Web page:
Brad Bird’s Passionate Stance on Traditional Animation and Animated Horror
With Brad Bird’s The Iron Giant: Signature Edition being released soon, director Brad Bird is making the press rounds to promote it. The Iron Giant was one of the last great traditionally animated films. Those have now become a rarity. Studios don’t want to make them anymore because CG animation has taken over the business, and it’s sad.
In an interview with Collider, Bird says that he hopes to direct another hand-drawn animated film one day and that he’d also like to see a traditionally animated horror film someday, which would be amazing! When asked about his thoughts on 2D animation he says,
“I actually think it’s a lot more valid than other people do. I think the industry tends to like to think in the narrow sort of mindset of a businessman, and businessman absolutes, and movies really exist in a much grayer region of dreams and stuff like that, and instinct is prized in movies, it’s not prized with the businessmen in movies, but movies themselves often reward instinct rather than pie charts. And what has not been done is that there’s been no American animation done on Disney-level quality that has really gone into different genres.”
I personally prefer hand-drawn animation over CG. There's something more pure and soulful about it. Not everything needs to have that sharp and clean look at the CG animation provides. I would love to see Pixar one day create a hand-drawn animated film one day because there’s no doubt they would do something amazing. Bird goes on to talk about that hand-drawn animated horror film he'd like to see:
“For instance, there’s never been a horror movie in animation executed at Disney-level quality and hand-drawn, I’m not talking about CG I’m talking about hand-drawn, but it doesn’t take a lot to imagine how cool that would be. If you think of the scariest parts of Snow White or Pinocchio or Fantasia with Night on Bald Mountain, you could do something really scary in animation and I think if you did it right, if you did it with all the art that Spielberg did Jaws, I think that it would be an amazing experience because there’s something intuitive about when people are drawing directly with their hands.”
That would be spectacular. It would be an incredible thing to see an animated horror movie with the kind of quality he is talking about. He goes on to explain what it would take to see something like that happen:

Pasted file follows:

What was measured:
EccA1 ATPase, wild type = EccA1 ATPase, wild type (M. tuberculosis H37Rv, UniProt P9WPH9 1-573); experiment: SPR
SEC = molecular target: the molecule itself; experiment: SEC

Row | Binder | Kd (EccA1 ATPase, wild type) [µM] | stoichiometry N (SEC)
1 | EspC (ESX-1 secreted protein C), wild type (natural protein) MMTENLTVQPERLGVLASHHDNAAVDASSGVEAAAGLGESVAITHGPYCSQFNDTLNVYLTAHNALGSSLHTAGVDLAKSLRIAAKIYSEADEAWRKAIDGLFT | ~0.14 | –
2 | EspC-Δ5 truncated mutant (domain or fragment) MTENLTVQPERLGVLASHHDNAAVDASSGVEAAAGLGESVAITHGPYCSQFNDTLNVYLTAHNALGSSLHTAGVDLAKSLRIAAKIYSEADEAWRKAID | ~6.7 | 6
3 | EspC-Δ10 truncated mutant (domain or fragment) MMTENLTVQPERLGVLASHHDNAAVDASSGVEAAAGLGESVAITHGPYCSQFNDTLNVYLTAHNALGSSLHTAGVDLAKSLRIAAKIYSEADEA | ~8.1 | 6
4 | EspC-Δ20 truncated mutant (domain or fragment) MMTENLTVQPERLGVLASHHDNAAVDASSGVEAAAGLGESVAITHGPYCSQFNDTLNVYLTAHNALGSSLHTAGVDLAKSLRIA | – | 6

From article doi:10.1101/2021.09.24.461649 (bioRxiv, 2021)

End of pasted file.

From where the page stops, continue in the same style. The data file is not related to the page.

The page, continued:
“The problem is that every time people have deviated from the Disney playbook in hand-drawn animation, they’ve done so with staff that are nowhere near Disney-level talent or Disney-level budgets. So you have things like Heavy Metal, which not all of them are great, but a couple of them are really interesting, but they didn’t have the money or the artists to pull them off at the level that maybe they should’ve been pulled off. Where as in live-action film there are all kinds of new films being done in different genres where people can really execute an idea at a top level.
“It’s just that animation rewards grooming a team and keeping a team in place. That’s why when studios try to emulate Disney on the quick-and-cheap they always fail, because Disney has refined their animation team over years, they have a history of it, people go to Disney and know that there’s going to be a job after the movie, there’s going to be another movie. And when you assemble animation teams the way you do a live-action film, you’re often struggling a bit to get a cohesive team together, so if you have a team that works well together, you’re hoping for another film so that you can refine the team.”
In regards to making another traditionally animated movie some day, he says:
“But for someone like me who wants to move back and forth between animation and live-action, that becomes its own challenge, but I absolutely think that hand-drawn animation is valid and I actually hope to do one in the future with a large budget and a longer schedule than we had on Iron Giant.”
You know what? If Laika Studios can pump out one great stop-motion animated film after another, why can someone start a traditional animation studio with the caliber of talent that Bird is talking about here? It’s possible! Laika has also had fun making horror type animated films as well, so it’s very possible that one day we could see a hand-drawn animated film rise from the ashes and blow people away!